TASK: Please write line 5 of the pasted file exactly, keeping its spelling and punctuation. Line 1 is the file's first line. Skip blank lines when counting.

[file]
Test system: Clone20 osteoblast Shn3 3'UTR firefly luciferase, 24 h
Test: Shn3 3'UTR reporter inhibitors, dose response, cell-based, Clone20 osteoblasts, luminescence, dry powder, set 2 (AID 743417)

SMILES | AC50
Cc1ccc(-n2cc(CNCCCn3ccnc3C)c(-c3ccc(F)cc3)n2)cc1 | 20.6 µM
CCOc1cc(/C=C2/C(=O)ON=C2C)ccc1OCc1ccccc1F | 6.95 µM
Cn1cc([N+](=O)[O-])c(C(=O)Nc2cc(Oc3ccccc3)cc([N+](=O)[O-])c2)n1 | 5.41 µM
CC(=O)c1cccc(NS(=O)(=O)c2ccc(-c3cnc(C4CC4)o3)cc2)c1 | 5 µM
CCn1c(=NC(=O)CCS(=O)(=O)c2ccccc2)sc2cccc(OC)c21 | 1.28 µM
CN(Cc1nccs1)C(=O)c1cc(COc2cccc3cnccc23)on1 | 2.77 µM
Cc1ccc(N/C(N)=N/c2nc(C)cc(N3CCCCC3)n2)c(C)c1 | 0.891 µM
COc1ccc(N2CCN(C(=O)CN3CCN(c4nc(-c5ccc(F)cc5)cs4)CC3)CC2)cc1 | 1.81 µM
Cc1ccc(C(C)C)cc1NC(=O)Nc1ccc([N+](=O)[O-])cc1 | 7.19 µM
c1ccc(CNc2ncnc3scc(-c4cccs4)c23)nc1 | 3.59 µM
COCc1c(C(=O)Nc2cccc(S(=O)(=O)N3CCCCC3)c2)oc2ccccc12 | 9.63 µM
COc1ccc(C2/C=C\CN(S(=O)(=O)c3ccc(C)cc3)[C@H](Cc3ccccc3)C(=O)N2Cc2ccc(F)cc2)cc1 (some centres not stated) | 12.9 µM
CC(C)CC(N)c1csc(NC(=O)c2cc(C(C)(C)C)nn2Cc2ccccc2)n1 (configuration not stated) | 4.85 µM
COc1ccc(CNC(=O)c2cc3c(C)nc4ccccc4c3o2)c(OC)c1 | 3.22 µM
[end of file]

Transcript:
CCOc1cc(/C=C2/C(=O)ON=C2C)ccc1OCc1ccccc1F | 6.95 µM